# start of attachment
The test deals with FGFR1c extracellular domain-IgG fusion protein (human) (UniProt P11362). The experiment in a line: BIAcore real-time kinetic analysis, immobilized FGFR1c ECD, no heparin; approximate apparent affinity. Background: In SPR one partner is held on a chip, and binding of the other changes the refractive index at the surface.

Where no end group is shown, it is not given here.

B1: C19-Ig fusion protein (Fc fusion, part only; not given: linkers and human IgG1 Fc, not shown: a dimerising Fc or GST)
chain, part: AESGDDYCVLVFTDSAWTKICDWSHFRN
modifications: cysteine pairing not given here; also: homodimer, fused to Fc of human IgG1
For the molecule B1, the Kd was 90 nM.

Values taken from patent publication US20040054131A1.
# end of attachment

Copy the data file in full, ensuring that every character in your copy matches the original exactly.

The test deals with FGFR1c extracellular domain-IgG fusion protein (human) (UniProt P11362). The experiment in a line: BIAcore real-time kinetic analysis, immobilized FGFR1c ECD, no heparin; approximate apparent affinity. Background: In SPR one partner is held on a chip, and binding of the other changes the refractive index at the surface.

Where no end group is shown, it is not given here.

B1: C19-Ig fusion protein (Fc fusion, part only; not given: linkers and human IgG1 Fc, not shown: a dimerising Fc or GST)
chain, part: AESGDDYCVLVFTDSAWTKICDWSHFRN
modifications: cysteine pairing not given here; also: homodimer, fused to Fc of human IgG1
For the molecule B1, the Kd was 90 nM.

Values taken from patent publication US20040054131A1.